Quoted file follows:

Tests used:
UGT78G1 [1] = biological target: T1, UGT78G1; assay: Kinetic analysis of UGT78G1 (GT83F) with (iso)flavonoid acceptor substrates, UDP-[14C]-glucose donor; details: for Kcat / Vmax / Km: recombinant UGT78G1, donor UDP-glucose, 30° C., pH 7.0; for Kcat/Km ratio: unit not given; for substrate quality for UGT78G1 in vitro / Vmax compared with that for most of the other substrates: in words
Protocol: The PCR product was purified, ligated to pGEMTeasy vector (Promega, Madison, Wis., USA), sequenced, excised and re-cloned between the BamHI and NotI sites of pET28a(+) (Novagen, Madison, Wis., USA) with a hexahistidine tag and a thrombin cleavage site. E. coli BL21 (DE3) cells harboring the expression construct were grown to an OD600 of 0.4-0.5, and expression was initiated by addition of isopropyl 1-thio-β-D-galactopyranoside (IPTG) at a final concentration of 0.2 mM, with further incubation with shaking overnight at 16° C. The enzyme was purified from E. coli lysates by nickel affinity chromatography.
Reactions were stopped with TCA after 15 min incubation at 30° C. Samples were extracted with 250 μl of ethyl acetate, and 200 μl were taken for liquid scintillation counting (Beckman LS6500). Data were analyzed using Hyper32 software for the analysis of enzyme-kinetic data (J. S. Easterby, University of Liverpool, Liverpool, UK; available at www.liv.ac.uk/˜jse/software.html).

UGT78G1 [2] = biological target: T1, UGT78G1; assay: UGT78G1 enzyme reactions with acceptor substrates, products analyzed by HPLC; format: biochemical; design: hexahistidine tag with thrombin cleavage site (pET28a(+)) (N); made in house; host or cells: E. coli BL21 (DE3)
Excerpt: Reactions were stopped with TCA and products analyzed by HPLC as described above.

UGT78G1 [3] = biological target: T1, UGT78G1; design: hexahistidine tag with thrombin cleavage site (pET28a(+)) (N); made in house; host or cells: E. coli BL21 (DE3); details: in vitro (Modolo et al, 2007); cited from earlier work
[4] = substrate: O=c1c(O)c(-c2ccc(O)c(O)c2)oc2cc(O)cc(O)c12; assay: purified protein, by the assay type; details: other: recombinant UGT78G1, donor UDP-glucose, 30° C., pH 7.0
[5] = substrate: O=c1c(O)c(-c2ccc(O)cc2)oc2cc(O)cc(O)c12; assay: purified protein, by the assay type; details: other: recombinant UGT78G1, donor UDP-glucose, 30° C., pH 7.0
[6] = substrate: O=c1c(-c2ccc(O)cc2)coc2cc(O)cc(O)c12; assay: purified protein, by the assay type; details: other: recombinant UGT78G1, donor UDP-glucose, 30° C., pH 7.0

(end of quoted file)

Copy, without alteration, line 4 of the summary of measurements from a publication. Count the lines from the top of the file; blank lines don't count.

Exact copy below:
Reactions were stopped with TCA after 15 min incubation at 30° C. Samples were extracted with 250 μl of ethyl acetate, and 200 μl were taken for liquid scintillation counting (Beckman LS6500). Data were analyzed using Hyper32 software for the analysis of enzyme-kinetic data (J. S. Easterby, University of Liverpool, Liverpool, UK; available at www.liv.ac.uk/˜jse/software.html).